The Cubs' search for depth up the middle has led them to veteran utility man Daniel Descalso.On Tuesday, the Cubs announced that they signed Descalso to a two-year contract that includes a team option for the 2021 season. Descalso checks off a number of boxes for Chicago -- including offering
The Cubs' search for depth up the middle has led them to veteran utility man Daniel Descalso.
On Tuesday, the Cubs announced that they signed Descalso to a two-year contract that includes a team option for the 2021 season. Descalso checks off a number of boxes for Chicago -- including offering additional depth at second base while the team navigates through an April without shortstop Addison Russell.
Descalso will earn $1.5 million in 2019, followed by a $2.5 million salary in '20. The third-year option is valued at $3.5 million, but the Cubs also have a $1 million buyout, making the contract worth $5 million guaranteed.
Russell will be ineligible for activation from the restricted list until May 3 due to finishing a 40-game suspension for violating Major League Baseball's Joint Domestic Violence, Sexual Assault and Child Abuse Policy. While Russell is out of the picture, the Cubs plan on having Javier Baez handle shortstop duties, leaving a vacancy at second base for the first month of next season.
Descalso adds to an internal group of alternatives that includes Benjamin Zobrist, David Bote and Ian Happ. The left-handed-hitting veteran has spent parts of nine years in the Majors with the Cardinals, Rockies and D-backs. Last year, Descalso split his time in Arizona between second base (52 games), third base (37), first (11) and the outfield (five).
Over his career, Descalso has appeared in 179 games at shortstop, but he has only logged one game at the position in the past two years.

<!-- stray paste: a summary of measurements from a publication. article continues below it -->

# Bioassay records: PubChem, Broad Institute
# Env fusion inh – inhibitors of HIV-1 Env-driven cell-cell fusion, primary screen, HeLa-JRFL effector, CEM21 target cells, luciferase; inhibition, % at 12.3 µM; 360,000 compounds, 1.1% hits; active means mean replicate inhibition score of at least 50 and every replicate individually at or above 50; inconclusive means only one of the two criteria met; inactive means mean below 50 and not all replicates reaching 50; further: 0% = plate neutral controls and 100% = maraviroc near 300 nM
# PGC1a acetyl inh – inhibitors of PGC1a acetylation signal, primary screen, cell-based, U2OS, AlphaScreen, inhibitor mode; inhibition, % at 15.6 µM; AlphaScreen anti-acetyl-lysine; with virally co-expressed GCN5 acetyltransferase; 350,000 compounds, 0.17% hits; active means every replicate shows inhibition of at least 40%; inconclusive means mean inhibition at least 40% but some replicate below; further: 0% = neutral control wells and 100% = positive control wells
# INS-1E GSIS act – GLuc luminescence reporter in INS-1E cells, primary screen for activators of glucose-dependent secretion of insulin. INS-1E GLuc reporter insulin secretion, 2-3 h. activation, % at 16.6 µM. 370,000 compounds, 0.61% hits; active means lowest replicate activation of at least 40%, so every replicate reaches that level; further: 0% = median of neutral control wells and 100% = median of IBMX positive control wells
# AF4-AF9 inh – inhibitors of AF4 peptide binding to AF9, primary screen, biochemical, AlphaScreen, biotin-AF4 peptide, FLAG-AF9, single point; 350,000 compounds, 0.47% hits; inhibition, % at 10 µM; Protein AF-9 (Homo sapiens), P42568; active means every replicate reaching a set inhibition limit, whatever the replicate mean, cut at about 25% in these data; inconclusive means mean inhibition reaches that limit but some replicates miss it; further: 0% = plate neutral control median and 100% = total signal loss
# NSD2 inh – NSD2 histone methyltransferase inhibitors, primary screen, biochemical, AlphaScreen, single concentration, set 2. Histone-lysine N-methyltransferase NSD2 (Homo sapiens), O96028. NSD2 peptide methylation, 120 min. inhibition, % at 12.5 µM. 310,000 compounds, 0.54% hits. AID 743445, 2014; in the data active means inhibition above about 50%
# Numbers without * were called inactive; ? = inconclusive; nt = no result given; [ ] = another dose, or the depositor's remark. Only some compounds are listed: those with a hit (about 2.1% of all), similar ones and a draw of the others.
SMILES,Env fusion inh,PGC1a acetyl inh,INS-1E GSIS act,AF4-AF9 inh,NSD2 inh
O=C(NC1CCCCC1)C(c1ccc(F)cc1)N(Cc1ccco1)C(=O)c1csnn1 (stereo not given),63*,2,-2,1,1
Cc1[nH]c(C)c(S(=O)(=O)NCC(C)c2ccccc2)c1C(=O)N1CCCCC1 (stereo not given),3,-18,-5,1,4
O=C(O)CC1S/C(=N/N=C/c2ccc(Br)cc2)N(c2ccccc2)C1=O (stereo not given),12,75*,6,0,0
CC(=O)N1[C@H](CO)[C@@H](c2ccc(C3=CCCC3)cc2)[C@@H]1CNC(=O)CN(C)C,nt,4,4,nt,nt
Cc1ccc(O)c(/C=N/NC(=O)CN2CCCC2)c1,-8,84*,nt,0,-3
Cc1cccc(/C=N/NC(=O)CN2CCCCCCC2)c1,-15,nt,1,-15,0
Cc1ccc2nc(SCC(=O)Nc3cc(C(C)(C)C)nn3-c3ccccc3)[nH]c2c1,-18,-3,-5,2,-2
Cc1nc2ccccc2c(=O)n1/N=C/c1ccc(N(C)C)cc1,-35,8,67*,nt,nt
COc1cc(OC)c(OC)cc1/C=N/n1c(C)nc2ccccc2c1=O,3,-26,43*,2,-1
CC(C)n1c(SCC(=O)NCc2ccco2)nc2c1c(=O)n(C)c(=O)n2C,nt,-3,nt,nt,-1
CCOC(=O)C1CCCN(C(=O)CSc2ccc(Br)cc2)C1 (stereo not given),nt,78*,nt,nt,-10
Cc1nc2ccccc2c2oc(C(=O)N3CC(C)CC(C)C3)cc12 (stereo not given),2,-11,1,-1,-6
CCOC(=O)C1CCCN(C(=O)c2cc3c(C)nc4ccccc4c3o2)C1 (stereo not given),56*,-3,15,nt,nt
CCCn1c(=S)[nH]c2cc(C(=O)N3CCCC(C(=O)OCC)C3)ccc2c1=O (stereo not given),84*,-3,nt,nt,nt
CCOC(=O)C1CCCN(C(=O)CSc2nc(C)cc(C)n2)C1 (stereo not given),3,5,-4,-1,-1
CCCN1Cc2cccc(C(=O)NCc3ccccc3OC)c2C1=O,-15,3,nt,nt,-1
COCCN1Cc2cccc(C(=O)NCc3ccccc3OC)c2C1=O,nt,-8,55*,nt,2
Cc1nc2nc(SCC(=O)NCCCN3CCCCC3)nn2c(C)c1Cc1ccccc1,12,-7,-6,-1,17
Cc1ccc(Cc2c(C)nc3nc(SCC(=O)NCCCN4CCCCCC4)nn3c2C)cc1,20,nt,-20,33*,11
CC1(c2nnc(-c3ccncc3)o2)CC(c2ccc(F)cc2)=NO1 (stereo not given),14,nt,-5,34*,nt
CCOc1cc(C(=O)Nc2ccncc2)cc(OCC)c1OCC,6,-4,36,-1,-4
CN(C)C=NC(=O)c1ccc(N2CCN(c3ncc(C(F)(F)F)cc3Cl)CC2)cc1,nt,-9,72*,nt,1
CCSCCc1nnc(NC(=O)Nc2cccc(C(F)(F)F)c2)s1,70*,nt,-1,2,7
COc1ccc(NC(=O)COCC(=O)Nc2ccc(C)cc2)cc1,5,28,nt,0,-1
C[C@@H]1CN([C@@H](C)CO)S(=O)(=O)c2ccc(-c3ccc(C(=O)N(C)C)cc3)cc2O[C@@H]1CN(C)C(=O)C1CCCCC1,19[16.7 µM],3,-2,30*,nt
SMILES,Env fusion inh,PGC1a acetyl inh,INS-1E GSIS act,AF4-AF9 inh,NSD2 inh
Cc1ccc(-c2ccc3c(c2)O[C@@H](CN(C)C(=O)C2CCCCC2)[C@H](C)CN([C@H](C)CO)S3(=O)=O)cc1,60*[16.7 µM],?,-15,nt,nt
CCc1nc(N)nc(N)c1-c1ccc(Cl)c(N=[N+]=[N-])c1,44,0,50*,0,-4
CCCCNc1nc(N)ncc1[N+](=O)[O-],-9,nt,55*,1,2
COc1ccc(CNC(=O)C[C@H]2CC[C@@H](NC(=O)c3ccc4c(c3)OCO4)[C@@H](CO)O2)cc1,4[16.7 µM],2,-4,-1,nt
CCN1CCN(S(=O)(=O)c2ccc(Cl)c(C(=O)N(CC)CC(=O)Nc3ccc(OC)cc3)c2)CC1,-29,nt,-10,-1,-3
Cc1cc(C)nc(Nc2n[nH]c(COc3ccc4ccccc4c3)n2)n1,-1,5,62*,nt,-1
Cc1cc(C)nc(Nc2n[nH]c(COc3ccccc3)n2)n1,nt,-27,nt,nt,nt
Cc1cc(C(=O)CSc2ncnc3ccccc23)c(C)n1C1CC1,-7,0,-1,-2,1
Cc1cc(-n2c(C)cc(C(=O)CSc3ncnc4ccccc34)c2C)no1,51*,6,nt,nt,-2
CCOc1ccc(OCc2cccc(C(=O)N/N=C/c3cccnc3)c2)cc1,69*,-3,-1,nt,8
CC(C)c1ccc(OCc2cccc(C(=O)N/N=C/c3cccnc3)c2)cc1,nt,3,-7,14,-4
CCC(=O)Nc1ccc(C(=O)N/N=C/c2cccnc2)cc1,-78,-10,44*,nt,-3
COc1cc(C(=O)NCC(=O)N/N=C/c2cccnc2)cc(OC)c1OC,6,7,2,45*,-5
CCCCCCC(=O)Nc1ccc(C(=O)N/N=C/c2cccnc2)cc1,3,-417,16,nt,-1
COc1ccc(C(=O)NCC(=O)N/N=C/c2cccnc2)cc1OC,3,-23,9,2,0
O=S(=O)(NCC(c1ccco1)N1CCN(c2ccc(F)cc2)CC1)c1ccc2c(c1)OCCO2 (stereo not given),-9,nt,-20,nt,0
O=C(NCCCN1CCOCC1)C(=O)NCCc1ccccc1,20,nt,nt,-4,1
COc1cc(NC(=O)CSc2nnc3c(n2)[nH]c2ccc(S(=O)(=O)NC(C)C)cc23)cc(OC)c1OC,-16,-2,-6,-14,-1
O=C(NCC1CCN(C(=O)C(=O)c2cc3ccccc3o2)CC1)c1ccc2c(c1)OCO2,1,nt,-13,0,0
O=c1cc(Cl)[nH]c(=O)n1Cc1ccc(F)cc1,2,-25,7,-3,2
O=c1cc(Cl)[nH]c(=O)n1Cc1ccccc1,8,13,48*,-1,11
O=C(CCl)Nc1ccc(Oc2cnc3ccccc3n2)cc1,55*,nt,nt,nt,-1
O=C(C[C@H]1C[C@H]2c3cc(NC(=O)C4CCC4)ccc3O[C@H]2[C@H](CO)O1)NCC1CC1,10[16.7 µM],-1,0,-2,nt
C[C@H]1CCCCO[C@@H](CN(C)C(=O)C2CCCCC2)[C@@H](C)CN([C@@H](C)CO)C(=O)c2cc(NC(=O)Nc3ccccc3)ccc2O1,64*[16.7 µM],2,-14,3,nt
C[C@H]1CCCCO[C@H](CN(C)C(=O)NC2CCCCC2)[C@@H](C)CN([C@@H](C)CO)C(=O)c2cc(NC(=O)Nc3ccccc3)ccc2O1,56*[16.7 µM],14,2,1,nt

Descalso has hit .240 with a .694 OPS in his career with relatively even splits against righties (.694 OPS) and lefties (.696 OPS), but he fared better against left-handers (.889 OPS and 134 wRC+ in 74 plate appearances) than right-handers (.767 OPS and 107 wRC+ in 349 PAs) last season. Overall in 2018, Descalso hit .238 with a career-high 13 homers to go along with 57 RBIs, a .789 OPS and a 111 wRC+ in 138 games.
The big change last year with Descalso was his improvement in getting pitches into the air. The 32-year-old produced a 46.3 percent flyball rate, which was up from 36.9 percent for his career. Along the same lines, his homer-to-fly ball ratio was 11.4 percent, compared to 6.9 for his career. Descalso also saw a rise in walk rate (15.1 percent in '18 vs. 10.4 in his career) and hard-hit rate (43.1 percent in 2018 vs. 29.7 percent in his career) last season.
After the Cubs traded Thomas La Stella to the Angels last month, the club was in the market for a lefty-hitting complement to the current crop of infielders. Descalso fits that mold, as well as giving Chicago a hitter with a more advanced style of offense. Descalso's improved air-ball approach could aid a lineup that had the highest ground-ball rate (47.8 percent) over the final two months last season.
Per Statcast™, Descalso also saw his launch angle jump to 19.1 degrees in 2018 -- up from 12.8 degrees in '17. That contributed to an increased average exit velocity (89 mph in '18 vs. 87 mph in '17) and a dramatic spike in Barrel rate (10.2 percent in '18 vs. 5.1 percent in '17).
Beyond infield depth, the Cubs have made it known that they are also hoping to inject some more veteran leadership into the clubhouse for 2019. It is worth noting then that Descalso has won a World Series (in 2011 with the Cardinals) and has 48 career postseason games in the big leagues under his belt.
Jordan Bastian covers the Cubs for MLB.com. He previously covered the Indians from 2011-18 and the Blue Jays from 2006-10. Read his blog, Major League Bastian, follow him on Twitter @MLBastian and Facebook.